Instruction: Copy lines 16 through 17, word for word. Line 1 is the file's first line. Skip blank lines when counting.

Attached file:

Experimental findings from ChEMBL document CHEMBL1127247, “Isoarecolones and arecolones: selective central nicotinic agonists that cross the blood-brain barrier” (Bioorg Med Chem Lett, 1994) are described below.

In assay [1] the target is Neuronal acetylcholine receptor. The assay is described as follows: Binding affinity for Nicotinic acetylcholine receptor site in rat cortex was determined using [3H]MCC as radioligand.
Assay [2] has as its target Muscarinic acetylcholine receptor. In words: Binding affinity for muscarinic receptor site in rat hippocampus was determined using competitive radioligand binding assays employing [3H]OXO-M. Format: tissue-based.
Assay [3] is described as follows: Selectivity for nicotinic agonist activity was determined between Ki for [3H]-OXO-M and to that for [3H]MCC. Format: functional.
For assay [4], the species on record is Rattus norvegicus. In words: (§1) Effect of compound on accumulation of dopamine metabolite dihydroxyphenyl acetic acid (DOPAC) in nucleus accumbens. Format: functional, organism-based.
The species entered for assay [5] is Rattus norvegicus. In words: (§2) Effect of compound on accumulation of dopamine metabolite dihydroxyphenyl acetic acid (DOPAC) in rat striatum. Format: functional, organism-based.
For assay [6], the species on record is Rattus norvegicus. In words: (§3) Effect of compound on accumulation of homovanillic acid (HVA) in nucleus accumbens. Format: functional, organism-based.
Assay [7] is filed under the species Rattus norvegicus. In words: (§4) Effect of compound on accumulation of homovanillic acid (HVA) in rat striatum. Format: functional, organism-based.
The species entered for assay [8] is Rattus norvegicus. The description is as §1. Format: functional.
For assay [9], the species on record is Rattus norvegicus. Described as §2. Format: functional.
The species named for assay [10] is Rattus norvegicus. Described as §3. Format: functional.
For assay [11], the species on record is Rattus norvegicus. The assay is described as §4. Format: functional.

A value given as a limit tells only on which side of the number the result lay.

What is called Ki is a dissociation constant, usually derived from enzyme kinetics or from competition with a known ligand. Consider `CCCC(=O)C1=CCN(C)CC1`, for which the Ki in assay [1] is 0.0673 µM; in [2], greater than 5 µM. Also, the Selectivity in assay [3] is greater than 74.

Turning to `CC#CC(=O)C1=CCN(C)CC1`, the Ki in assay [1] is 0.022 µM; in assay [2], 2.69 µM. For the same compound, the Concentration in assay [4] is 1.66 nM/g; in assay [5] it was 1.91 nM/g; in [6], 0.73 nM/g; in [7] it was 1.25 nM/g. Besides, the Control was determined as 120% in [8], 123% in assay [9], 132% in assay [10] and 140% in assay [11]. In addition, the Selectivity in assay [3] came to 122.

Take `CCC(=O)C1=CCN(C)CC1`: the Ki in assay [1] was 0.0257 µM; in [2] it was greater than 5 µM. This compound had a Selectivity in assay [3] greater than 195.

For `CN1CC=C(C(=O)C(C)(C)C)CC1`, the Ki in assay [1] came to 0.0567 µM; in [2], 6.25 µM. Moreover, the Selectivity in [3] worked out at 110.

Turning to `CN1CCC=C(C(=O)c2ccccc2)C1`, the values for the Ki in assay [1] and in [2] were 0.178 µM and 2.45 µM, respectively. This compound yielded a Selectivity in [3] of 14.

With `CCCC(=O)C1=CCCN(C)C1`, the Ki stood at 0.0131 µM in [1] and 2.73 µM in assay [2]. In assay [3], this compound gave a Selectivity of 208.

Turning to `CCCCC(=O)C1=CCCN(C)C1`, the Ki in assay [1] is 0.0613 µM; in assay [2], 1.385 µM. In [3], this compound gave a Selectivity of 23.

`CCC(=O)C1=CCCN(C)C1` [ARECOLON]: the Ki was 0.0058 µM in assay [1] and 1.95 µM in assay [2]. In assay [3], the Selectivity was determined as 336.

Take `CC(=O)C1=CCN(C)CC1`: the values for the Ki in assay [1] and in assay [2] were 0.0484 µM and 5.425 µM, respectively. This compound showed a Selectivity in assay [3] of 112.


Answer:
Take `CCC(=O)C1=CCN(C)CC1`: the Ki in assay [1] was 0.0257 µM; in [2] it was greater than 5 µM. This compound had a Selectivity in assay [3] greater than 195.

For `CN1CC=C(C(=O)C(C)(C)C)CC1`, the Ki in assay [1] came to 0.0567 µM; in [2], 6.25 µM. Moreover, the Selectivity in [3] worked out at 110.